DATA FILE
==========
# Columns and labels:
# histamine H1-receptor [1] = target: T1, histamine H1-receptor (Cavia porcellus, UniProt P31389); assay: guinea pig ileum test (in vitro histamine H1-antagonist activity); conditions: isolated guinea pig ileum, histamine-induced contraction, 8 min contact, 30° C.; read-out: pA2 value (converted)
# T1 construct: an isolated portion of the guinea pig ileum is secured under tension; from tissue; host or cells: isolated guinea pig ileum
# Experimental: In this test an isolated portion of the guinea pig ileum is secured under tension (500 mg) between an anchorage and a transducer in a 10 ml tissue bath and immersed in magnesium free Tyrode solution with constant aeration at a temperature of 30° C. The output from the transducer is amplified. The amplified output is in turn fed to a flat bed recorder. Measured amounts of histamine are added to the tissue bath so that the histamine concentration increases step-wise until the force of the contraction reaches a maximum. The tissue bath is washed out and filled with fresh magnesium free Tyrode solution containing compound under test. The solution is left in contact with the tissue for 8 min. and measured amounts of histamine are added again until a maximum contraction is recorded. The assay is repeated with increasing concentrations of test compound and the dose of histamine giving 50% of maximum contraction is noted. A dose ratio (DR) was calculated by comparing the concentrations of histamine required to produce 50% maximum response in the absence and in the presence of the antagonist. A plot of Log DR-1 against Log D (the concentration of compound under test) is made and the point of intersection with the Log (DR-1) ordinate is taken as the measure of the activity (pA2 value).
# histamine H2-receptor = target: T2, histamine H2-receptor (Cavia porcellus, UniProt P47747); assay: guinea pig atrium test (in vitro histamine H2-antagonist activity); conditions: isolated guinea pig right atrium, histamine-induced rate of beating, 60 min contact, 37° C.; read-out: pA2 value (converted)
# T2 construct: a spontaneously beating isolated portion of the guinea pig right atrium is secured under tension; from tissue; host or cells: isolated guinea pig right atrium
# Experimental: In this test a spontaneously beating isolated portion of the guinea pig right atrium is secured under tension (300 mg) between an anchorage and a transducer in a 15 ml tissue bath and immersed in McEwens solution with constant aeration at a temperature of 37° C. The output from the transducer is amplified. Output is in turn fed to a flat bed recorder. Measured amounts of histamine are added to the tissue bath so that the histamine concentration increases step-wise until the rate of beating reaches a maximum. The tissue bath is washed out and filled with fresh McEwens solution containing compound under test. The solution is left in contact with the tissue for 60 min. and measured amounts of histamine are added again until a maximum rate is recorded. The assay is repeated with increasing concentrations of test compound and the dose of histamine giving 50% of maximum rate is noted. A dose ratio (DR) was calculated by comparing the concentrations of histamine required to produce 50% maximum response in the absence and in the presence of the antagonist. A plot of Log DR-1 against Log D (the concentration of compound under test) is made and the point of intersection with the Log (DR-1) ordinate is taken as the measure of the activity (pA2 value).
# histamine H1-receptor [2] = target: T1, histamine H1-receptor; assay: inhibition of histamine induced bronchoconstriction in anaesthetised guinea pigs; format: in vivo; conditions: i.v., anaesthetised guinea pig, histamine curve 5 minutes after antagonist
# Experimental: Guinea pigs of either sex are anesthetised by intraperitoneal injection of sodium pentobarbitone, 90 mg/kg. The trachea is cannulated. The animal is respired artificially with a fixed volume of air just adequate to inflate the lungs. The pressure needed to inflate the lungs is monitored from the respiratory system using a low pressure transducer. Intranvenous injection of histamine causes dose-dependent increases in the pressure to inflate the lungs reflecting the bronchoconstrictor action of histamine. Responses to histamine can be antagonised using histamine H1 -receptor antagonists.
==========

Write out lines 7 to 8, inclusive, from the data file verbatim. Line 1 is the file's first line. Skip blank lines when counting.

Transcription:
# Experimental: In this test a spontaneously beating isolated portion of the guinea pig right atrium is secured under tension (300 mg) between an anchorage and a transducer in a 15 ml tissue bath and immersed in McEwens solution with constant aeration at a temperature of 37° C. The output from the transducer is amplified. Output is in turn fed to a flat bed recorder. Measured amounts of histamine are added to the tissue bath so that the histamine concentration increases step-wise until the rate of beating reaches a maximum. The tissue bath is washed out and filled with fresh McEwens solution containing compound under test. The solution is left in contact with the tissue for 60 min. and measured amounts of histamine are added again until a maximum rate is recorded. The assay is repeated with increasing concentrations of test compound and the dose of histamine giving 50% of maximum rate is noted. A dose ratio (DR) was calculated by comparing the concentrations of histamine required to produce 50% maximum response in the absence and in the presence of the antagonist. A plot of Log DR-1 against Log D (the concentration of compound under test) is made and the point of intersection with the Log (DR-1) ordinate is taken as the measure of the activity (pA2 value).
# histamine H1-receptor [2] = target: T1, histamine H1-receptor; assay: inhibition of histamine induced bronchoconstriction in anaesthetised guinea pigs; format: in vivo; conditions: i.v., anaesthetised guinea pig, histamine curve 5 minutes after antagonist